Results 1 to 6 of 6
  1. #1
    mtbr member
    Reputation:
    Join Date
    Oct 2006
    Posts
    124

    Suspension Fork on a Big Dummy

    I'm in the process of building up a Big Dummy as a backcountry tourer. I'll use it as my in town grocery hauler but I also want it to be capable of comfortably handling miles of washboard dirt roads and moderate single track. A plan is in the works for a 2014 Great Divide MTB Route ride and the Grande Tonto will be my steed.

    So, I'm looking at installing a suspension fork. I've read the info on the Surly page - 80 to 100mm of travel recommended and because of the BD geometry more of the weight will be on the front wheel so pre-load adjustment is a necessity.

    I've also read the reports of the Riding the Spine group and they recommend a coil spring fork and no air.

    I have a few questions before I do this:

    Has anyone put a suspension fork on their BD? Any words of wisdom?

    I'm not a big gear head and don't follow the year-to-year releases of components, so what is a good coil fork in the 80 to 100mm travel category? I'm on a budget, so I'm not opposed to older models. I was thinking about a RockShox Recon. I'm not looking for great feel or anything like that, I just want something to soak up a days worth of riding and something that's dependable. It should also have a lockout for around town riding.

    Thanks,

    BC

  2. #2
    mtbr member
    Reputation:
    Join Date
    Mar 2008
    Posts
    39
    Hopefully someone with actual experience of Big Dummy and forks will be along, in the mean time I'd say an advantage of an air fork is that you can adjust the effective spring rate by increasing the pressure, without having to strip the fork down. An advantage of a coil fork is that it may be more reliable out in the wild.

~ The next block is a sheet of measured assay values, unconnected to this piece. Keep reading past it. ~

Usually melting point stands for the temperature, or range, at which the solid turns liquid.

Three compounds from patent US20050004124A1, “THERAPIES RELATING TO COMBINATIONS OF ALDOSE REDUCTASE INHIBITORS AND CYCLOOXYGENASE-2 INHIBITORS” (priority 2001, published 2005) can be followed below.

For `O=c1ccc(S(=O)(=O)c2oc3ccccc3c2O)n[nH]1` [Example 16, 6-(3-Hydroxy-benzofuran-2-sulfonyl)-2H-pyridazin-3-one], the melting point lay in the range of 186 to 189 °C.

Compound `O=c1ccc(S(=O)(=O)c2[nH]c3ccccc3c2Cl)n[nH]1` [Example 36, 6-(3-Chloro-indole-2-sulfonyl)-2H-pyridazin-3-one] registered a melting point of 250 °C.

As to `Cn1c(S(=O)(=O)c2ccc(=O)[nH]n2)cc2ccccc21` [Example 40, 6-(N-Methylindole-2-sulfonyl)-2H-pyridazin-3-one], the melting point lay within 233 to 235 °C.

As Surly say you need to make sure the spring is of the correct rate. I don't think it's as simple as adjusting preload. With coil forks you get different springs for different rider weights.

    A 180lb / 82kg rider on a BD would need a fork spring rated for a 295lb / 134kg rider on a standard bike. Basically take your weight and add 64% to find the spring rate you need when fitting the fork to a BD.

  3. #3
    mtbr member
    Reputation:
    Join Date
    Jan 2013
    Posts
    157
    Tower expert with the 200+ spring, 120 mm travel. Done. Keep it clean and lubed, rideit like you stole it.

  4. #4
    mtbr member
    Reputation: Agent Koala's Avatar
    Join Date
    Feb 2011
    Posts
    90
    Hey,

    Take a look at Devo's thread. He mounted a suspension fork on his Dummy & I remember he explained how he chose his fork...
    You know the poor skills of french people for foreign languages so please be indulgent with me !

  5. #5
    mtbr member
    Reputation:
    Join Date
    Oct 2006
    Posts
    124
    Quote Originally Posted by mjs1231 View Post
    Tower expert with the 200+ spring, 120 mm travel. Done. Keep it clean and lubed, rideit like you stole it.
    Does it come in 26". Not running 29ers on the BD.

  6. #6
    mtbr member
    Reputation:
    Join Date
    Jul 2010
    Posts
    198
    The tower is 29er, but the Minute is basically a 26" version of the Tower, from what I have read.

Posting Permissions

  • You may not post new threads
  • You may not post replies
  • You may not post attachments
  • You may not edit your posts
  •